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Why is Analytica good for teaching modeling?

Analytica is being used in universities around the world for teaching quantitative modeling and decision analysis. What makes Analytica well suited to teach in the classroom? Analytica’s unique features help students learn essential quantitative modeling skills.

  • Translate a qualitative idea into well-defined variables: Analytica’s influence diagrams encourage students to identify decisions, objectives, and uncertain variables, each as a node with appropriate shape and color.
  • Structure relationships as qualitative influences: Users draw influence arrows between variables, identifying qualitative relationships before they have to think about detailed quantitative structure.
  • Manage complexity: Analytica’s hierarchical modules make it easy to organize a complex set of variables and relationships by breaking them down to a set of cognitively manageable submodels.
  • Model risk and uncertainty: Analytica’s efficient Monte Carlo lets you express uncertain assumptions using probability distributions and quickly evaluate risk and uncertainty, and find out what variables in your model really matter and why.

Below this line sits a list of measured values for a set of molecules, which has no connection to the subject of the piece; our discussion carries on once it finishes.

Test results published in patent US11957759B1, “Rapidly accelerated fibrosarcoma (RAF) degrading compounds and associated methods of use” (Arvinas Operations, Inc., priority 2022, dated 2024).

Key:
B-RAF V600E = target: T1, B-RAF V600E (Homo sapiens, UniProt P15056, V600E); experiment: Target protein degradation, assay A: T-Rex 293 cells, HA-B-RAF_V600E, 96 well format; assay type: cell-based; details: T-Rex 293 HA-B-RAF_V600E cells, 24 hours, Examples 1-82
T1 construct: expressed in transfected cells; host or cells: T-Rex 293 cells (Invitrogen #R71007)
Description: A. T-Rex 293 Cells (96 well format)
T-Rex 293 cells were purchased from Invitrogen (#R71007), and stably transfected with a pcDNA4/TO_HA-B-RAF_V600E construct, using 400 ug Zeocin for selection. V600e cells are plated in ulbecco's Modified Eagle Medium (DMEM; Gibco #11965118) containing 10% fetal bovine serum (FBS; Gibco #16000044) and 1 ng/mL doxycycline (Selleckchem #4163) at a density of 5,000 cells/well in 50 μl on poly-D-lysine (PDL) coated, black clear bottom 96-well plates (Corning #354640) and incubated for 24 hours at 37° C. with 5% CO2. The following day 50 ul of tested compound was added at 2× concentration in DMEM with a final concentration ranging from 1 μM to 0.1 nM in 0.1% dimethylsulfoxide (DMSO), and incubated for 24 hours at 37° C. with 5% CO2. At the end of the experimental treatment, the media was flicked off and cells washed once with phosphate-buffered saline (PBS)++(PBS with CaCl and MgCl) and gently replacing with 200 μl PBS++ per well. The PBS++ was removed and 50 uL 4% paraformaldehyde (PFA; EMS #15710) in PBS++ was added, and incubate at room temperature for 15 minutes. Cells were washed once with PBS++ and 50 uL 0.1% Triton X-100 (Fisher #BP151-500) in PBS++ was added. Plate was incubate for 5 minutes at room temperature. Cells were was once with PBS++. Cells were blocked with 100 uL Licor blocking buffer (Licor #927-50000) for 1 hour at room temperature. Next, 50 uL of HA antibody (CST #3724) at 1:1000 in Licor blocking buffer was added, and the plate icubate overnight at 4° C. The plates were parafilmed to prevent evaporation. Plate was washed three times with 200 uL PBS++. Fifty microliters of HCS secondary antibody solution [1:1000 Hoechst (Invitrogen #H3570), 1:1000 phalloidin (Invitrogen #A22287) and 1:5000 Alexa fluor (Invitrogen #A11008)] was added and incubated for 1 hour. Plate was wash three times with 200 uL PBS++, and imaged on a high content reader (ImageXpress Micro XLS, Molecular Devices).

• Create transparent models: Analytica’s hierarchical organization, influence diagrams, and structured documentation support a level of transparency unknown in spreadsheets. A bonus is that teachers can more easily and quickly review students’ work.
  • Develop the ability to think abstractly: by separating algorithmic considerations (like iterations) from core relationships of the problem. Analytica’s non-procedural language is declarative, allowing each variable to be defined as a mathematical expression of other variables, which is closer to how models are conceptualized.
  • Think in terms of arrays, rather than cells, develops reasoning skills that are less prone to error, and focus more on clarity. Analytica’s Intelligent Arrays™ lets you create and manage multidimensional tables with an ease and reliability unavailable in spreadsheets.
  • Focusing on the problem not the tool: Analytica’s visual interface and simple language enables students to spend more time thinking about the problem and less time worrying about technical details of the tool.